• investigate theoretical and practical aspects of sustainability in the context of energy consumption, transportation systems, food production, water resources, industry, the built environment, and socio-cultural institutions and practices

Career Information

This program prepares students for entry-level sustainability consultant/technician positions in a variety of industries and settings, including private firms, nonprofit organizations, educational institutions, and government agencies at the local, state, and federal levels. Work opportunities for program graduates include positions in environmental economics, sustainable business practices, green building, as well as sustainable communities, food systems, energy, and transportation.


Environmental Conservation Technician (Vegetation) Certificate

This certificate advances the understanding of ecological systems and their interrelationships, including those with human society. It focuses on ecology, field methods and study design, and conservation and management of ecosystems and natural resources, with an emphasis on woody and herbaceous vegetation. Major topics include plant taxonomy, natural history and life cycle, physiology, evolution, human uses of--and threats to--California native plant communities and their component species.

Certificate Requirements

Course Code Course Title Units
NATR 300 Introduction to Natural Resource Conservation and Policy 4
NATR 310 Study Design and Field Methods 4
NATR 320 Principles of Ecology 4
NATR 330 Native Trees and Shrubs of California (4) 3 - 4
   or NATR 332 Wildflowers of California (3)
Total Units: 15 - 16

Student Learning Outcomes

Upon completion of this program, the student will be able to:

  • apply the scientific method and critical analysis to environmental investigations
  • evaluate natural resource systems, including their past and present use and management and future sustainability
  • analyze social, ethical, and biological implications of environmental management alternatives
  • identify ecological phenomena in one's everyday experiences and apply ecological principles to understand local, national and global environmental issues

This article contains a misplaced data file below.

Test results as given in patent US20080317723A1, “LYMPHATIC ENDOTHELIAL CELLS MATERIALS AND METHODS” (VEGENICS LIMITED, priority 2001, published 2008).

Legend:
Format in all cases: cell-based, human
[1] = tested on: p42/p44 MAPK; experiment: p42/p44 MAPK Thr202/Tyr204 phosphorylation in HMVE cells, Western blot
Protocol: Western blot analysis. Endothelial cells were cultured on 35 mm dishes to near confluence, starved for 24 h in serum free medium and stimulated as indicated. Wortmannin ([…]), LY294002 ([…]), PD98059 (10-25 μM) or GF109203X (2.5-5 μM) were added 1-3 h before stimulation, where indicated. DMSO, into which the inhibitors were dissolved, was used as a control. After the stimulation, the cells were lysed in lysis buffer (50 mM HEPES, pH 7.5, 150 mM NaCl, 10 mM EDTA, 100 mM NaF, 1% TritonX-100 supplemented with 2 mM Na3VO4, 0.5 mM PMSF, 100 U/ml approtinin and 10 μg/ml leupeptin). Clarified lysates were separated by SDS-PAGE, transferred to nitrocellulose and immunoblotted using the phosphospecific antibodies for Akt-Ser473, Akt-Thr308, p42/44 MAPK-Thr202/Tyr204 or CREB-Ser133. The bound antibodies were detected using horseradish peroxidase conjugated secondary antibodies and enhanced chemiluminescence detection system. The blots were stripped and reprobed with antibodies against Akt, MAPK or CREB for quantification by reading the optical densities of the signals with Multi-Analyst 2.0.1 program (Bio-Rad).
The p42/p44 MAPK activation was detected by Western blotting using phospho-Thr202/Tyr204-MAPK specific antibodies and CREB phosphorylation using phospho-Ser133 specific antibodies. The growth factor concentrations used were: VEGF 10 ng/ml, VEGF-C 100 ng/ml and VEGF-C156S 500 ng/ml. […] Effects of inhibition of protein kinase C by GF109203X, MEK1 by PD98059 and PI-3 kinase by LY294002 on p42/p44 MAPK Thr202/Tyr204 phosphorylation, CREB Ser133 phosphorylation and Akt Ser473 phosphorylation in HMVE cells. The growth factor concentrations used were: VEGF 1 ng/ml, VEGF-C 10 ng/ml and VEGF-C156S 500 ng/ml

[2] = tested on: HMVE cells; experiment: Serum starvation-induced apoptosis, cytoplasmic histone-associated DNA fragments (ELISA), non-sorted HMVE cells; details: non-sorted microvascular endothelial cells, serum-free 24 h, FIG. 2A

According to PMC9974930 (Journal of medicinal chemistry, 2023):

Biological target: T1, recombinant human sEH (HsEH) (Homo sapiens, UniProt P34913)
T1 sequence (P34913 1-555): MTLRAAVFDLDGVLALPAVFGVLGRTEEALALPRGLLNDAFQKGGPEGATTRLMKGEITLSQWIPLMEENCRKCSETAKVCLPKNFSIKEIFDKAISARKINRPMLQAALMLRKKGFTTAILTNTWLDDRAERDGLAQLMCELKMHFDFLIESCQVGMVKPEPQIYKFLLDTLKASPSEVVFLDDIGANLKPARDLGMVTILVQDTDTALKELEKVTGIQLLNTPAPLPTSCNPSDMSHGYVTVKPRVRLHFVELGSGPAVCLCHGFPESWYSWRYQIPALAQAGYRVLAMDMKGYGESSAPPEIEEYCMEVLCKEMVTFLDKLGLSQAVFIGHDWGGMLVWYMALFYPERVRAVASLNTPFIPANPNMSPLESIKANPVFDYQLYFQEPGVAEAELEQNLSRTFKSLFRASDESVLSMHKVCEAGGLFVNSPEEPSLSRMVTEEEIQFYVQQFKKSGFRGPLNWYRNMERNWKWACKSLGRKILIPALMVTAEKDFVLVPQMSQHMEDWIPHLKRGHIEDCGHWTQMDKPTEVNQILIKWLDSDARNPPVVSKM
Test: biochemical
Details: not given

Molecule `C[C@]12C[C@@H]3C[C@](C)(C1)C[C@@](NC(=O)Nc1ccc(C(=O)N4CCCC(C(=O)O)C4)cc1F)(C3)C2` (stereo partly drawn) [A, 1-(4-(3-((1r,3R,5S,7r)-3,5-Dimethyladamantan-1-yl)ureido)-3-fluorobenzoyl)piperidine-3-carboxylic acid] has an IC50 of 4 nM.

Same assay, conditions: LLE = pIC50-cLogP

• assess the relationships of plants and animals to their environment and to each other
  • measure and analyze the physical environment of plant and animal populations
  • evaluate basic land survey, water quality, vegetation, and wildlife data
  • examine the significance of biodiversity conservation
  • assess the structure and function of vegetative communities of California
  • interpret plant keys and develop skills in their use in plant identification
  • collect and prepare a plant collection of representative native California plants
  • analyze plant adaptations and environmental gradients in a variety of ecosystems
  • investigate the implications of plant conservation, restoration, and community management alternatives

Career Information

This program prepares students for entry-level plant ecologist aide/technician positions in a variety of industries and settings, including private firms, nonprofit organizations, educational institutions, and government agencies at the local, state, and federal levels. Students receive not only rigorous instruction in the theory and application of environmental sciences but also unique hands-on training in plant identification, ecology, conservation, and management. Skills developed support student preparation for positions related to plant taxonomy, dendrology, research and management (e.g., of California endemics, unique environments such as vernal pools, invasive species, etc.) and environmental restoration.